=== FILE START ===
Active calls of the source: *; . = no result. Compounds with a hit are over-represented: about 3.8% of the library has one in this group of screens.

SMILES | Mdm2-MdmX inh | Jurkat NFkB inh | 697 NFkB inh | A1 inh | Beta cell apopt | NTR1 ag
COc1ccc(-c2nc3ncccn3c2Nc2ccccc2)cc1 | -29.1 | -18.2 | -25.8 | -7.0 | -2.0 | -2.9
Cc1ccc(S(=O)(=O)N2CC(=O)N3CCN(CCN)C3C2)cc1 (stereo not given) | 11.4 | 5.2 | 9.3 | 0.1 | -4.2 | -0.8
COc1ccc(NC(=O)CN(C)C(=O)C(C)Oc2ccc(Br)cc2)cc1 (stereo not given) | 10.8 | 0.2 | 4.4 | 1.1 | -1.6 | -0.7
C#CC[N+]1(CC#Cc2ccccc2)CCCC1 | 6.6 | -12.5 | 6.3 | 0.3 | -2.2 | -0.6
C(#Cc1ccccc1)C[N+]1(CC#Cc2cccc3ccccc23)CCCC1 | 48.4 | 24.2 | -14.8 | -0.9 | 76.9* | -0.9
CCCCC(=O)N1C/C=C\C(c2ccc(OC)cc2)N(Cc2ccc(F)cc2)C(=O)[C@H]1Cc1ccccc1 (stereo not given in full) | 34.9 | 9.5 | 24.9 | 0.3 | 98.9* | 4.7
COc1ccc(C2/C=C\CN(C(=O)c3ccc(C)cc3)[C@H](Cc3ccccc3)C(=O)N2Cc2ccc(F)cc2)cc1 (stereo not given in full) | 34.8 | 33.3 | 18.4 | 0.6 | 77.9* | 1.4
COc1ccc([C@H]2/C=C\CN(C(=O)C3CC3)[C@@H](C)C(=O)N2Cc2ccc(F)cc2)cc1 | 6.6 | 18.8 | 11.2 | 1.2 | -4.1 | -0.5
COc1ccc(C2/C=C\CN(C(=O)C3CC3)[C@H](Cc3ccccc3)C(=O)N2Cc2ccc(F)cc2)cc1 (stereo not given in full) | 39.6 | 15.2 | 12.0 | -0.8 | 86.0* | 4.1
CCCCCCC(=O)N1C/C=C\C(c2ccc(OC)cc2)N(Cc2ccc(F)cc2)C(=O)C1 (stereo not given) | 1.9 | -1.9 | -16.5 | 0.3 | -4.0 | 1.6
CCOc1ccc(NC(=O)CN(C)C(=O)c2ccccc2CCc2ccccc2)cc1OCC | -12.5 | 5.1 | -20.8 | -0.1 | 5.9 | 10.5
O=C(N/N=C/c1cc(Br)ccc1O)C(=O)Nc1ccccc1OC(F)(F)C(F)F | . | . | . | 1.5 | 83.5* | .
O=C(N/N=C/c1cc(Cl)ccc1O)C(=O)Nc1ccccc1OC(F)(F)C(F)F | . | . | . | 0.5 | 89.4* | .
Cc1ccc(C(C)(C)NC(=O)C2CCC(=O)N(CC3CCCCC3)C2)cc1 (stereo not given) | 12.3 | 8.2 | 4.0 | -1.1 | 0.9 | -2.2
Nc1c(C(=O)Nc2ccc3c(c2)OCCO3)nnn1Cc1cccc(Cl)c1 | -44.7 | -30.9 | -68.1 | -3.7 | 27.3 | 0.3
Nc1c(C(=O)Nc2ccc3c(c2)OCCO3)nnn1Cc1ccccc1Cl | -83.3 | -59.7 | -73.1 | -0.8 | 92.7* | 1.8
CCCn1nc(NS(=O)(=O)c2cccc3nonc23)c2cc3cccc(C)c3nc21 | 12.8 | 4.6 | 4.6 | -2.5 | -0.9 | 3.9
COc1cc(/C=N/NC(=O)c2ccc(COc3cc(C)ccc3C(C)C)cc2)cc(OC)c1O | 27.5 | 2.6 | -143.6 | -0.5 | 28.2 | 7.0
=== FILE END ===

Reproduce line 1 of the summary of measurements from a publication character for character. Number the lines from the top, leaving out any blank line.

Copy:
Active calls of the source: *; . = no result. Compounds with a hit are over-represented: about 3.8% of the library has one in this group of screens.